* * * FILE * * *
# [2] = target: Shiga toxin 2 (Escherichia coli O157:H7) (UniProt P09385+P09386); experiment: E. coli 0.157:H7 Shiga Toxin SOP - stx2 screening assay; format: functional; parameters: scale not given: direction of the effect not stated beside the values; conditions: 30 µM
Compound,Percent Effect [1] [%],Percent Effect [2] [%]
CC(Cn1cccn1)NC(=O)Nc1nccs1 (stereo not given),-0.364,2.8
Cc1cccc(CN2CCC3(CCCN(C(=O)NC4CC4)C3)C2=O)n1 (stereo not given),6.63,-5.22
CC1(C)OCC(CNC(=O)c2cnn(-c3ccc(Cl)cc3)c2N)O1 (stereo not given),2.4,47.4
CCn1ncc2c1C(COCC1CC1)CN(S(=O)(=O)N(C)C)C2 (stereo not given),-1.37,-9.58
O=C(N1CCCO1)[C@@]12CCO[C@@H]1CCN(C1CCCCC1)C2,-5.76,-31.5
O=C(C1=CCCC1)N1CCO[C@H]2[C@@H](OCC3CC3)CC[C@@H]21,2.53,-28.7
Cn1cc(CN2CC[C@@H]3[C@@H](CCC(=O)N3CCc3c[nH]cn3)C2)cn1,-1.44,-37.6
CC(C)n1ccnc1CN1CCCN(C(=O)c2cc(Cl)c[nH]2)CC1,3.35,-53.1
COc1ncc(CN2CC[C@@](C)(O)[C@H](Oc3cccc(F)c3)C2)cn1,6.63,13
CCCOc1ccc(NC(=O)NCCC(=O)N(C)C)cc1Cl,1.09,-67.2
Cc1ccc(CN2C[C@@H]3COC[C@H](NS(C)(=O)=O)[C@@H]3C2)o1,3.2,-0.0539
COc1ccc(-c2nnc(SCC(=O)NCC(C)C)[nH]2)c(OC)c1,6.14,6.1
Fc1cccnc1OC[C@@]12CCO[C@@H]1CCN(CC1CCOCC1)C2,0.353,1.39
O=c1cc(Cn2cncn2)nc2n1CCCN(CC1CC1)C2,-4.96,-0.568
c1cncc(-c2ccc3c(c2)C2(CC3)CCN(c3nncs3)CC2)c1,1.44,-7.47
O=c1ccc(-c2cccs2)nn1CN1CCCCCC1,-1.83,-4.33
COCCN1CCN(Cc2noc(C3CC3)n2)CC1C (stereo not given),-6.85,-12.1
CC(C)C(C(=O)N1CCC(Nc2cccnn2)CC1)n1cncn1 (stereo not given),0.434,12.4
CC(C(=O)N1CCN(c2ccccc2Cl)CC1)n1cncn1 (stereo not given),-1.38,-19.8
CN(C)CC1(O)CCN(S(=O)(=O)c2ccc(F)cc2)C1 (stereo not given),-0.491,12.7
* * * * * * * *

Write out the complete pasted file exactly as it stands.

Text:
# [2] = target: Shiga toxin 2 (Escherichia coli O157:H7) (UniProt P09385+P09386); experiment: E. coli 0.157:H7 Shiga Toxin SOP - stx2 screening assay; format: functional; parameters: scale not given: direction of the effect not stated beside the values; conditions: 30 µM
Compound,Percent Effect [1] [%],Percent Effect [2] [%]
CC(Cn1cccn1)NC(=O)Nc1nccs1 (stereo not given),-0.364,2.8
Cc1cccc(CN2CCC3(CCCN(C(=O)NC4CC4)C3)C2=O)n1 (stereo not given),6.63,-5.22
CC1(C)OCC(CNC(=O)c2cnn(-c3ccc(Cl)cc3)c2N)O1 (stereo not given),2.4,47.4
CCn1ncc2c1C(COCC1CC1)CN(S(=O)(=O)N(C)C)C2 (stereo not given),-1.37,-9.58
O=C(N1CCCO1)[C@@]12CCO[C@@H]1CCN(C1CCCCC1)C2,-5.76,-31.5
O=C(C1=CCCC1)N1CCO[C@H]2[C@@H](OCC3CC3)CC[C@@H]21,2.53,-28.7
Cn1cc(CN2CC[C@@H]3[C@@H](CCC(=O)N3CCc3c[nH]cn3)C2)cn1,-1.44,-37.6
CC(C)n1ccnc1CN1CCCN(C(=O)c2cc(Cl)c[nH]2)CC1,3.35,-53.1
COc1ncc(CN2CC[C@@](C)(O)[C@H](Oc3cccc(F)c3)C2)cn1,6.63,13
CCCOc1ccc(NC(=O)NCCC(=O)N(C)C)cc1Cl,1.09,-67.2
Cc1ccc(CN2C[C@@H]3COC[C@H](NS(C)(=O)=O)[C@@H]3C2)o1,3.2,-0.0539
COc1ccc(-c2nnc(SCC(=O)NCC(C)C)[nH]2)c(OC)c1,6.14,6.1
Fc1cccnc1OC[C@@]12CCO[C@@H]1CCN(CC1CCOCC1)C2,0.353,1.39
O=c1cc(Cn2cncn2)nc2n1CCCN(CC1CC1)C2,-4.96,-0.568
c1cncc(-c2ccc3c(c2)C2(CC3)CCN(c3nncs3)CC2)c1,1.44,-7.47
O=c1ccc(-c2cccs2)nn1CN1CCCCCC1,-1.83,-4.33
COCCN1CCN(Cc2noc(C3CC3)n2)CC1C (stereo not given),-6.85,-12.1
CC(C)C(C(=O)N1CCC(Nc2cccnn2)CC1)n1cncn1 (stereo not given),0.434,12.4
CC(C(=O)N1CCN(c2ccccc2Cl)CC1)n1cncn1 (stereo not given),-1.38,-19.8
CN(C)CC1(O)CCN(S(=O)(=O)c2ccc(F)cc2)C1 (stereo not given),-0.491,12.7